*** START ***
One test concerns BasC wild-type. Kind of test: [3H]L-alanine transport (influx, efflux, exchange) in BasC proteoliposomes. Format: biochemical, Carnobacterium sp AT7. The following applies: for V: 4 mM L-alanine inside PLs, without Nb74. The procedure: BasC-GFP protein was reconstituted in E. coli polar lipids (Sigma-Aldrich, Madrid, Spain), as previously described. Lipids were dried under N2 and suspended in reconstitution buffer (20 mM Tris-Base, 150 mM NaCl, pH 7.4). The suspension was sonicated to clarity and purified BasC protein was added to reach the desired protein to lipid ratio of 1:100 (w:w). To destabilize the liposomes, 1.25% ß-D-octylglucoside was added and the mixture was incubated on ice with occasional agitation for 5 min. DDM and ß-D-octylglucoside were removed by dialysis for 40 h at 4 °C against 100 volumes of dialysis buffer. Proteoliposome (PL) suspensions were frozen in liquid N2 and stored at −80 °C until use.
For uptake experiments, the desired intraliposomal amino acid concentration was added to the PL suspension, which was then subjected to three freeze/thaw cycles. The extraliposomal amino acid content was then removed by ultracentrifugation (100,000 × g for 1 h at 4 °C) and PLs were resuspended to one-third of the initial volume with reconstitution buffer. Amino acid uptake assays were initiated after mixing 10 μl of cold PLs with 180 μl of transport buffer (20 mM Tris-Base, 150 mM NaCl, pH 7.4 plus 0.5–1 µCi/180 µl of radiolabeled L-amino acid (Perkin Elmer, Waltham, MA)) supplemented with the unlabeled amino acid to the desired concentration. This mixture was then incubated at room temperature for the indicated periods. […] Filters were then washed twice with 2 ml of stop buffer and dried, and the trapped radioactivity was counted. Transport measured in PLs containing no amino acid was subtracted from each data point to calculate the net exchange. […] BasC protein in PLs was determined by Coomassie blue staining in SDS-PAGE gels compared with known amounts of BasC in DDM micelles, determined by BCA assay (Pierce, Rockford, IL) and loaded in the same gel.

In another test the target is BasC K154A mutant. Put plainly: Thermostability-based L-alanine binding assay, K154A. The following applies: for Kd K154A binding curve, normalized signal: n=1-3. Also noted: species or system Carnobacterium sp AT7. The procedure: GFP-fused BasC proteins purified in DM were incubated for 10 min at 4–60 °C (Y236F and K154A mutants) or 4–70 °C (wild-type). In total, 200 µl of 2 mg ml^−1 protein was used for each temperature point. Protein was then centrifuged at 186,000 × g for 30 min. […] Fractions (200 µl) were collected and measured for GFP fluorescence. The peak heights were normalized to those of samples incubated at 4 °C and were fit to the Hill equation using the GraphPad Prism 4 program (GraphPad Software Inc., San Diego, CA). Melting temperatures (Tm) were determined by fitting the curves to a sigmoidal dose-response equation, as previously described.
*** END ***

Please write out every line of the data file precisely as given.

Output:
One test concerns BasC wild-type. Kind of test: [3H]L-alanine transport (influx, efflux, exchange) in BasC proteoliposomes. Format: biochemical, Carnobacterium sp AT7. The following applies: for V: 4 mM L-alanine inside PLs, without Nb74. The procedure: BasC-GFP protein was reconstituted in E. coli polar lipids (Sigma-Aldrich, Madrid, Spain), as previously described. Lipids were dried under N2 and suspended in reconstitution buffer (20 mM Tris-Base, 150 mM NaCl, pH 7.4). The suspension was sonicated to clarity and purified BasC protein was added to reach the desired protein to lipid ratio of 1:100 (w:w). To destabilize the liposomes, 1.25% ß-D-octylglucoside was added and the mixture was incubated on ice with occasional agitation for 5 min. DDM and ß-D-octylglucoside were removed by dialysis for 40 h at 4 °C against 100 volumes of dialysis buffer. Proteoliposome (PL) suspensions were frozen in liquid N2 and stored at −80 °C until use.
For uptake experiments, the desired intraliposomal amino acid concentration was added to the PL suspension, which was then subjected to three freeze/thaw cycles. The extraliposomal amino acid content was then removed by ultracentrifugation (100,000 × g for 1 h at 4 °C) and PLs were resuspended to one-third of the initial volume with reconstitution buffer. Amino acid uptake assays were initiated after mixing 10 μl of cold PLs with 180 μl of transport buffer (20 mM Tris-Base, 150 mM NaCl, pH 7.4 plus 0.5–1 µCi/180 µl of radiolabeled L-amino acid (Perkin Elmer, Waltham, MA)) supplemented with the unlabeled amino acid to the desired concentration. This mixture was then incubated at room temperature for the indicated periods. […] Filters were then washed twice with 2 ml of stop buffer and dried, and the trapped radioactivity was counted. Transport measured in PLs containing no amino acid was subtracted from each data point to calculate the net exchange. […] BasC protein in PLs was determined by Coomassie blue staining in SDS-PAGE gels compared with known amounts of BasC in DDM micelles, determined by BCA assay (Pierce, Rockford, IL) and loaded in the same gel.

In another test the target is BasC K154A mutant. Put plainly: Thermostability-based L-alanine binding assay, K154A. The following applies: for Kd K154A binding curve, normalized signal: n=1-3. Also noted: species or system Carnobacterium sp AT7. The procedure: GFP-fused BasC proteins purified in DM were incubated for 10 min at 4–60 °C (Y236F and K154A mutants) or 4–70 °C (wild-type). In total, 200 µl of 2 mg ml^−1 protein was used for each temperature point. Protein was then centrifuged at 186,000 × g for 30 min. […] Fractions (200 µl) were collected and measured for GFP fluorescence. The peak heights were normalized to those of samples incubated at 4 °C and were fit to the Hill equation using the GraphPad Prism 4 program (GraphPad Software Inc., San Diego, CA). Melting temperatures (Tm) were determined by fitting the curves to a sigmoidal dose-response equation, as previously described.